dvdnvwls
10-28-13, 02:27 AM
Fuzzy, I just want to tell you that this cycle happens often at my house, and interestingly, it happens both to me and to my partner. But I still see it as being an outcome of (his) ADHD. He often gets thrown by smallish problems and disputes, and I see that as being an aspect of impulsivity, and of difficulty taking in what i say and mean. So I see that as an aspect of the ADHD. But when it happens to me, I see it as an aspect of my extreme stress and exhaustion caused by coping with his ADHD.
This has really caught my interest. Would you say a bit more about how getting thrown by smallish problems seems to be an aspect of impulsivity?

VeryTired
10-29-13, 12:26 PM
Hi, dvdnvwls--

Sure, I'll try to explain what I meant. I don't know how clear this will be, though.

Lots of small problems that crop up seem to cause my partner to respond with an impatience that is expressed as a need for instant, active solutions--to me that's impulsivity. The problems can be logistical, but let's take some from the relationship sector as examples.

My partner literally has a hard time hearing me. We talk all the time about how his attention to me is like a radio getting intermittent bad reception. He cares what I say, he knows it's important to me that he listens, and he tries very hard. But we can tell from close study that he often literally misses as much as half of what I say (think of static blocking out the broadcast), and occasionally he misses even more (power outages shut down the radio receiver). Since this is his normal experience, he usually doesn't ask me to fill in every gap, he just works around it by filling in what he thinks or imagines I must be saying. Sometimes that works, sometimes that introduces trouble.

Impulsiveness comes in whenever there is any extra stress added to a situation. This could come from his being tired when we talk, from his having been scared of something unrelated earlier in the day, from our having the conversation in an over-stimulating location (crowded big stores are the worst!), from my speaking in an impatient tone, or from there somehow being high-stakes emotions involved. Whatever the source, a little stress will often trigger an impulsiveness in his response to that I am saying.

What that looks like in practice could be a number of impulsive responses such as catastrophizing, jumping to huge conclusions only tangentially linked to the topic at hand, escalating from discussion to anger, or making sudden un-discussed decisions to take action in some way. So I might make a smallish criticism of him, or ask a question which he interprets as a criticism, and suddenly he's shouting threats in rage, or asking me why I am breaking up with him, or insisting that the answer to the problem is to cancel all plans for the week, or go out and buy something expensive, or to give up projects that we've been working on together for months ...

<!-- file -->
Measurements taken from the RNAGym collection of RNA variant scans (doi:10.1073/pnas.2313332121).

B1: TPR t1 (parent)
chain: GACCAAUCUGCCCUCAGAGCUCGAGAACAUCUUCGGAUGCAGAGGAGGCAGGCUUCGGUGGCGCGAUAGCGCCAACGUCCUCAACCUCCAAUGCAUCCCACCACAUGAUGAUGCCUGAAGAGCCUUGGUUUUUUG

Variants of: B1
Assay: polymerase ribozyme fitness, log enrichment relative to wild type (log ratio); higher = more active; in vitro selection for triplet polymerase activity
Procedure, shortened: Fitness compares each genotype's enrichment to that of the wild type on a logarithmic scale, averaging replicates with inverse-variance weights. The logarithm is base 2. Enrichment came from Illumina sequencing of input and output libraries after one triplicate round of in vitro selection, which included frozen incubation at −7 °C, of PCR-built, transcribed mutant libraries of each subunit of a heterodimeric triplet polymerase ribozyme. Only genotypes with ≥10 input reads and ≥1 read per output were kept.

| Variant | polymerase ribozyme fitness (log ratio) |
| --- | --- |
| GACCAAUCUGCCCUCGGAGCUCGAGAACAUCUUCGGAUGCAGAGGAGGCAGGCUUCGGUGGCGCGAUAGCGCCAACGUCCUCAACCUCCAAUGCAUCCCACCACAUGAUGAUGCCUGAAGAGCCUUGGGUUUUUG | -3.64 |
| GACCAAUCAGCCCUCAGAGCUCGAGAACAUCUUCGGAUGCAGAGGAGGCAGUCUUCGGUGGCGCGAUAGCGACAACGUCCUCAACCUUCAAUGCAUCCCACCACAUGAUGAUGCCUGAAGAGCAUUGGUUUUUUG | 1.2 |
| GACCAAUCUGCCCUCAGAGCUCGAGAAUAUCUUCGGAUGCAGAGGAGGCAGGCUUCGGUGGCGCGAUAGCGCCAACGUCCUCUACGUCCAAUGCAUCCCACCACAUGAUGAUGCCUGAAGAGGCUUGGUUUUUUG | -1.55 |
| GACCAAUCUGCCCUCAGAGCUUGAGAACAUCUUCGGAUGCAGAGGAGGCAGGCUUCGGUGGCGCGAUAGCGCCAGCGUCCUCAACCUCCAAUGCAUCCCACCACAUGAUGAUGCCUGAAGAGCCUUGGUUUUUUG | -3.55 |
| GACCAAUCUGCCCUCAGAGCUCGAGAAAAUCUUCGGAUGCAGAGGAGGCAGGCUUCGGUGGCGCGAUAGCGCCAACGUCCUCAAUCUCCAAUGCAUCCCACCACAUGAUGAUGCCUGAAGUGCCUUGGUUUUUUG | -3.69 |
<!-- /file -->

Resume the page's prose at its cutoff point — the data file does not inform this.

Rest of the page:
We have gotten in a lot of trouble like this. Some tough boundary questions have arisen as a result. My first response when there's trouble is to slow down and try to be more reasonable--and to ask questions. He routinely goes off the deep end when I do this--it affects him as though I am taunting, goading and attacking him, which in turn makes me crazy and frustrated ... so soon enough, we get to a point where I actually angry and expressing it. It can be utterly miserable for us both.

Here's where we've gotten with this so far. I assume in all uncomfortable discussions that there is a giant probability that he is reacting not to what I said, but to what he is guessing I said--and I always remember that if this is so, it's not his fault. It's not carelessness or disrespect, it's a challenging disability. That helps me do better responding to him. I can't change hating the feeling that I'm not being heard, but accepting the reason for that reality really helps me. (And here's a good opportunity for me to say that the person who made me understand that I have to do this is none other than dvdnvwls, who frequently posts here about how important it is for non-ADHD partners to realize that their partners with ADHD are who they are and aren't going to change just because we might wish they could. I think about that all the time.)